A study in itself would be the Chair of Unity Octave, a devotion given to the Church by the great convert and founder of the Friars of the Atonement, Father Paul Wattson. The Octave took place from the feast of St. Peter’s Chair at Rome (January 18) to that of the conversion of St. Paul (January 25). While still an Anglican, Father Paul observed these eight days as a special time to pray for Church unity. In his own case, the prayer was answered by his conversion to the Catholic Faith. Eventually, the Octave received the blessing of the Church and became a prayer for the conversion of non-Catholics.
Included in the older form of the Chair of Unity devotions were prayers for the conversion of various non-Catholic people: European Protestants, Anglicans, American Protestants, Jews, etc. One day (January 19) was reserved for “Oriental Separatists” (i.e., the Greek Orthodox and their partners in schism). The new and ever-changing versions of these prayers bear a totally different character. Indeed, from being an Octave dedicated to praying for people to enter the Catholic Church, in its new form (now called the “Week of Prayer”), it has become an ecumenical love feast.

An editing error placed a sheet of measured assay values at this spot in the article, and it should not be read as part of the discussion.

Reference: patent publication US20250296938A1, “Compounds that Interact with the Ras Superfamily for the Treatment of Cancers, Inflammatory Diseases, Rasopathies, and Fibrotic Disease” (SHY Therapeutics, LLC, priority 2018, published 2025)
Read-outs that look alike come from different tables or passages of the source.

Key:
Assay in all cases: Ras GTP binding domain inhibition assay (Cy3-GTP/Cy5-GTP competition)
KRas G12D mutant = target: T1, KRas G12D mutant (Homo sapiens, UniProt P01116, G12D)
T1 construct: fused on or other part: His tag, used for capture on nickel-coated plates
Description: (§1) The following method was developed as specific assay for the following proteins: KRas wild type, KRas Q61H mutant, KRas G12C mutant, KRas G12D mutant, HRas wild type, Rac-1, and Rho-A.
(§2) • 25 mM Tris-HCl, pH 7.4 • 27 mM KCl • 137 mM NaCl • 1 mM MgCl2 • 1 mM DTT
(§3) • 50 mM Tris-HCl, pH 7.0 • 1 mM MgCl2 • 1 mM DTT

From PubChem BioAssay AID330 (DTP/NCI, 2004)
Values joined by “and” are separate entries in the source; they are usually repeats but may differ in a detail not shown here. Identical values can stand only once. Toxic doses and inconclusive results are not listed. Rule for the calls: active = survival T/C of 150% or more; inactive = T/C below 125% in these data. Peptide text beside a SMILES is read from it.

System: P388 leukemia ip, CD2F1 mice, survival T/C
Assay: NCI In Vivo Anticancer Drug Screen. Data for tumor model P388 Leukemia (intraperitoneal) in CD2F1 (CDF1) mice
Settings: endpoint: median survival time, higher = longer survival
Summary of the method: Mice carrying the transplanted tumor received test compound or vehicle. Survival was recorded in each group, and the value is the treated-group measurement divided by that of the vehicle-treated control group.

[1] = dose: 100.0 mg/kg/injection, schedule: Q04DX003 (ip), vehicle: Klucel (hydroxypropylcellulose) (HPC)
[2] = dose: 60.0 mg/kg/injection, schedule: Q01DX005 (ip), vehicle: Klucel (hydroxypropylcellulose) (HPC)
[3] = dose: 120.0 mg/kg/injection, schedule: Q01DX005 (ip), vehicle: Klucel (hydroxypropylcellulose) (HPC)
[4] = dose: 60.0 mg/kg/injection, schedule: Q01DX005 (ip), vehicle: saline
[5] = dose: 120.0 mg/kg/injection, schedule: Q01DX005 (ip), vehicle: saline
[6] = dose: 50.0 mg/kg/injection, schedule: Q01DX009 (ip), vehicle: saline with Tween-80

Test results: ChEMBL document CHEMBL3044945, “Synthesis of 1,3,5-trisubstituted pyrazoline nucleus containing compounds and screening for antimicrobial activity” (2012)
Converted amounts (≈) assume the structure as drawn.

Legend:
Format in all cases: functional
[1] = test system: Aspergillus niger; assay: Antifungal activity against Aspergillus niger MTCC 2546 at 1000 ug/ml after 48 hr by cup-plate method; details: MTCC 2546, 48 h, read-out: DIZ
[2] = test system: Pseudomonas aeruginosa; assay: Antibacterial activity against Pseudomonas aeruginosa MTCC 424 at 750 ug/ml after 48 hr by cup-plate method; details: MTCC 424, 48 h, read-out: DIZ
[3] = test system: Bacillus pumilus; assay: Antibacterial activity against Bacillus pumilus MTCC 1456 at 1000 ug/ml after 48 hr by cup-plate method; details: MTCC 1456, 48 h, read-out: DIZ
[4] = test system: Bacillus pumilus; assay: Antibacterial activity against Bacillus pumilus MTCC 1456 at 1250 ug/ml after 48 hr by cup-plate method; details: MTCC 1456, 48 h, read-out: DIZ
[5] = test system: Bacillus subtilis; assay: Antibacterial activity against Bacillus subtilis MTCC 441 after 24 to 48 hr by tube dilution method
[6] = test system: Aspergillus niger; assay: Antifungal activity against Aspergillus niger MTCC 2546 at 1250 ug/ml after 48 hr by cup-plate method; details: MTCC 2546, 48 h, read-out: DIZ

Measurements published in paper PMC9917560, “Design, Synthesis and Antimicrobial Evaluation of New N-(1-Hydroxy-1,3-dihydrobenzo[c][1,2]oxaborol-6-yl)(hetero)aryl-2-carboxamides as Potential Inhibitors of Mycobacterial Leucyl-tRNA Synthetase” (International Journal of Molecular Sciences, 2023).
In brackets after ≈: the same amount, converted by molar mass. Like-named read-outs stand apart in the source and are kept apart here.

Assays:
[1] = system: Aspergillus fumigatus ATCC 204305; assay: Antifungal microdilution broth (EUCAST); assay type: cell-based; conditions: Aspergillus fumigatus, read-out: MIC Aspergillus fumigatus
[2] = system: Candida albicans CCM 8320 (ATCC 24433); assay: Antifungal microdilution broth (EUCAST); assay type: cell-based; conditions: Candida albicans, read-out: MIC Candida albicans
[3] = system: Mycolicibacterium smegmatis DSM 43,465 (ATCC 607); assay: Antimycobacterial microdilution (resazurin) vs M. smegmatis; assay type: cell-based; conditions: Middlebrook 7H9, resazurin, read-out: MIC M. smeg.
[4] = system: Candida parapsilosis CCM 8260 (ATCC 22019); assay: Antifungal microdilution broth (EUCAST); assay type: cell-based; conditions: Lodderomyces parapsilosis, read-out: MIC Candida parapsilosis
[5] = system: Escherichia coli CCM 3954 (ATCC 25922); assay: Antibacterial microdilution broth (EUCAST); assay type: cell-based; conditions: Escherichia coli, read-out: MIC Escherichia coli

Gone from the new “Week of Prayer” are treasures like this hymn from an older version of the Octave’s devotions, which alludes poetically to “the Magi of the East” while praying for the return of Eastern Schismatics:
Once more thy guiding star place in the sky,
And lead, lead back the Magi of the East
To that One See on earth, whence thou on high
Dost speak to all, the greatest and the least;
Communion with the Apostolic See
Will banish schism in true unity. 14
The reader who has endurance in reading saccharine-sweet prayers written in the worst of taste is invited to view a sample of the banalities which have replaced the prayers from which we excerpted this beautiful hymn. 15